#178: Oleg Sosuno, defenseman: Due to trouble and inconsistence with search results when calling him up on the search engines, I'll quote the Lightning press release directly:
With the 178th overall selection in the sixth round, the Bolts selected defenseman Oleg Sosunov. The Ryazan, Russia native skated in 39 games with Loko-Yunior of the Russia Jr. 2 league, recording four goals and 12 points to go along with 66 penalty minutes. The 6-foot-8, 230-pound defenseman also appeared in three games with Yaroslavl of the Russia Jr. League.
#206: Otto Somppi, center, Halifax Mooseheads (QMJHL): The Finnish prospect made his North American debut with the QMJHL team this past season, scoring 13 goals and 33 assists in 59 games played. From NHL Draft Site:
Quebec league import with high skill and puck-handling ability. Has the skill to wiggle and weave through traffic and make plays. heir heels. Has the skill to wiggle and weave through traffic and make plays.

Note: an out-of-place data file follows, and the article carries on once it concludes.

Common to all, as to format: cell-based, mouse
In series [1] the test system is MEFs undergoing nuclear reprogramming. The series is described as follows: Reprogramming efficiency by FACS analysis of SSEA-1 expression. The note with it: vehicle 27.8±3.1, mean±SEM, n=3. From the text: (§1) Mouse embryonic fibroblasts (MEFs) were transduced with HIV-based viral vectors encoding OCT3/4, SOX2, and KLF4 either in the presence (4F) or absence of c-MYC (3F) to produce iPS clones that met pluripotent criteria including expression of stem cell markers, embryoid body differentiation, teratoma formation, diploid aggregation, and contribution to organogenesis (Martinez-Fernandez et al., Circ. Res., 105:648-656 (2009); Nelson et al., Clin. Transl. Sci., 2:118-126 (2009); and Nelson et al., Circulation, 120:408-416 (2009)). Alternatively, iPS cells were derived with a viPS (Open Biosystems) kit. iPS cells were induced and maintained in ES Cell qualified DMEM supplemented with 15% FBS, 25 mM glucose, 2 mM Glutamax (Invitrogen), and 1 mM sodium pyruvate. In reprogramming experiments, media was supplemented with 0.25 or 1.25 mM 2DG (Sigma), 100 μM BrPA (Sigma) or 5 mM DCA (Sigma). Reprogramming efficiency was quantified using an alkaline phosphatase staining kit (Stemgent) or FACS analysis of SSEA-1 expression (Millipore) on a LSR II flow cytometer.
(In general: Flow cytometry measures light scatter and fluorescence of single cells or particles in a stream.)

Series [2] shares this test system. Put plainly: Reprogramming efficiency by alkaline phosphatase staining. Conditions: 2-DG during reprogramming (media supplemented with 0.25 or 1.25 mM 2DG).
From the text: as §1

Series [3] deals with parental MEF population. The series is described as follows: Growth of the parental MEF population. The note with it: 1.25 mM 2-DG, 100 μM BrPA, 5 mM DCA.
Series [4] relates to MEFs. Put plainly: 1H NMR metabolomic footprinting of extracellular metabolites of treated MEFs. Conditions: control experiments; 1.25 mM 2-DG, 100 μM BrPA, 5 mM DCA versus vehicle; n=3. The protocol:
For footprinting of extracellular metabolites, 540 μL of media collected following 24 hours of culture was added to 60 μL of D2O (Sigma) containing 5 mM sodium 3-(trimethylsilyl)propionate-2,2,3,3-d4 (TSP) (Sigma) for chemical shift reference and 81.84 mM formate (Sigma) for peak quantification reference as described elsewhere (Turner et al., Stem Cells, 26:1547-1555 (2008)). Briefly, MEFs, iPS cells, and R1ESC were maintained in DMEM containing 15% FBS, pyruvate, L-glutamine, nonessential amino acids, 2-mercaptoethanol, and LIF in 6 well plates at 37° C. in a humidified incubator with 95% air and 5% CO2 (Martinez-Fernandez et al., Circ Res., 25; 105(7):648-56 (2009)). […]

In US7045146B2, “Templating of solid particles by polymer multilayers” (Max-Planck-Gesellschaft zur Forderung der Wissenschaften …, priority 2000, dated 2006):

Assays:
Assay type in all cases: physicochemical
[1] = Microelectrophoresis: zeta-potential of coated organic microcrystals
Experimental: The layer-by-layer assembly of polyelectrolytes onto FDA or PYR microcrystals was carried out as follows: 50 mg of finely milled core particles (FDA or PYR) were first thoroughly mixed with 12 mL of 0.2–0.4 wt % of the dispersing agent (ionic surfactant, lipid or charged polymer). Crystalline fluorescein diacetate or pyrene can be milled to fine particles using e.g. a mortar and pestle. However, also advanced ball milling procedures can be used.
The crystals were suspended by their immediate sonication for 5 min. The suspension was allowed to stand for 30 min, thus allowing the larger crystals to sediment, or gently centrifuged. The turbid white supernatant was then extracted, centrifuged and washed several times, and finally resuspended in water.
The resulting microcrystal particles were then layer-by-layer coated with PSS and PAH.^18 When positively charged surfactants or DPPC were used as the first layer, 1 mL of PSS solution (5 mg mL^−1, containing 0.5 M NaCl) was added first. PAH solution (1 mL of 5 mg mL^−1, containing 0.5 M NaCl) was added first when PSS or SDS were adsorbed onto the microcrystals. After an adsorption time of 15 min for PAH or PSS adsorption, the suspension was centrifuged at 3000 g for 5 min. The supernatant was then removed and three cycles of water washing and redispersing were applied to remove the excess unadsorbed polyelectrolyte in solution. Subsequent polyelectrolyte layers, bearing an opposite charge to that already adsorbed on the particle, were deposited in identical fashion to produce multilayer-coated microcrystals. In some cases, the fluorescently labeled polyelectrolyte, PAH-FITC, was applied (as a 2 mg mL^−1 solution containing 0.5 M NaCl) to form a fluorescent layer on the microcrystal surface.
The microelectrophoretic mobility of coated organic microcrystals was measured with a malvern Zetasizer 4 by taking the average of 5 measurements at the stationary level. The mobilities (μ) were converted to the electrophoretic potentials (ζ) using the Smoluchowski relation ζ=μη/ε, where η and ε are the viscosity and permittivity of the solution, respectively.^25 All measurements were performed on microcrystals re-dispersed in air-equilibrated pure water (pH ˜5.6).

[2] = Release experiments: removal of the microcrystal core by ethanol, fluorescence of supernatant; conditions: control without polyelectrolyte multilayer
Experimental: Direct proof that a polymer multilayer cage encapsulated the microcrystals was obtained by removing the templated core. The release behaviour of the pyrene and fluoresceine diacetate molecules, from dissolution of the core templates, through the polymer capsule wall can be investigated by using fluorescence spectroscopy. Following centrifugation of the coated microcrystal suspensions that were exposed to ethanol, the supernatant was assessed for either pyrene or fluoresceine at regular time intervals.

#208: Ryan Lohin, center, Waterloo Black Hawks (USHL): Last but not least, the 6-foot lefty center from the USHL turns 20 in January. He's played two full seasons in the USHL, getting traded last season and splitting time with Waterloo and the Madison Capitals. Though that means he's been working in two different situations, Lohin has compiled 23 goals and 44 assists in 62 total games played.
While age will factor in on eligibility to go pro (be it the ECHL Kalamazoo Wings or the AHL Syracuse Crunch), some are destined to return to the junior ranks for another season while others have a longer path ahead by way of college hockey. In one way or another, their process of becoming pro hockey players has begun with their selections in the 2016 NHL Draft and joining the Lightning. What's next is a story we'll find out together as time progresses.